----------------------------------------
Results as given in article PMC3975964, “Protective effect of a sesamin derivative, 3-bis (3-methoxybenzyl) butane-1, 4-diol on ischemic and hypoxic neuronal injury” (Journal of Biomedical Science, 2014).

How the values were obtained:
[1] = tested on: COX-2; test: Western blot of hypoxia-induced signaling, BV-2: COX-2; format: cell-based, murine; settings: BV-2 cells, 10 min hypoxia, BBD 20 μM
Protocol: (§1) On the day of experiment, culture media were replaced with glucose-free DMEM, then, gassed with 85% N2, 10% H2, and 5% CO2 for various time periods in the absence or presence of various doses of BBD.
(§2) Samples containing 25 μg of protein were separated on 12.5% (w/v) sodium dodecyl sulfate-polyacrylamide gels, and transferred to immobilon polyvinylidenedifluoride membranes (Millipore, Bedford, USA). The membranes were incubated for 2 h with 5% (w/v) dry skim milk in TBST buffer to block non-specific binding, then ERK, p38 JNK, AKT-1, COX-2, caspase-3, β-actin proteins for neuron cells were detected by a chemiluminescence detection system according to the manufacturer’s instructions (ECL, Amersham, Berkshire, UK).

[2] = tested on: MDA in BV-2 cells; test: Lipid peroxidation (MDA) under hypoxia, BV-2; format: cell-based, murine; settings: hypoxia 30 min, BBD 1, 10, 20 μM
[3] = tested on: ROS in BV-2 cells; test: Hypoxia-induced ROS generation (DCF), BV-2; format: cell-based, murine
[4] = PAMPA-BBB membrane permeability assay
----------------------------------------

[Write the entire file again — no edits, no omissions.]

Results as given in article PMC3975964, “Protective effect of a sesamin derivative, 3-bis (3-methoxybenzyl) butane-1, 4-diol on ischemic and hypoxic neuronal injury” (Journal of Biomedical Science, 2014).

How the values were obtained:
[1] = tested on: COX-2; test: Western blot of hypoxia-induced signaling, BV-2: COX-2; format: cell-based, murine; settings: BV-2 cells, 10 min hypoxia, BBD 20 μM
Protocol: (§1) On the day of experiment, culture media were replaced with glucose-free DMEM, then, gassed with 85% N2, 10% H2, and 5% CO2 for various time periods in the absence or presence of various doses of BBD.
(§2) Samples containing 25 μg of protein were separated on 12.5% (w/v) sodium dodecyl sulfate-polyacrylamide gels, and transferred to immobilon polyvinylidenedifluoride membranes (Millipore, Bedford, USA). The membranes were incubated for 2 h with 5% (w/v) dry skim milk in TBST buffer to block non-specific binding, then ERK, p38 JNK, AKT-1, COX-2, caspase-3, β-actin proteins for neuron cells were detected by a chemiluminescence detection system according to the manufacturer’s instructions (ECL, Amersham, Berkshire, UK).

[2] = tested on: MDA in BV-2 cells; test: Lipid peroxidation (MDA) under hypoxia, BV-2; format: cell-based, murine; settings: hypoxia 30 min, BBD 1, 10, 20 μM
[3] = tested on: ROS in BV-2 cells; test: Hypoxia-induced ROS generation (DCF), BV-2; format: cell-based, murine
[4] = PAMPA-BBB membrane permeability assay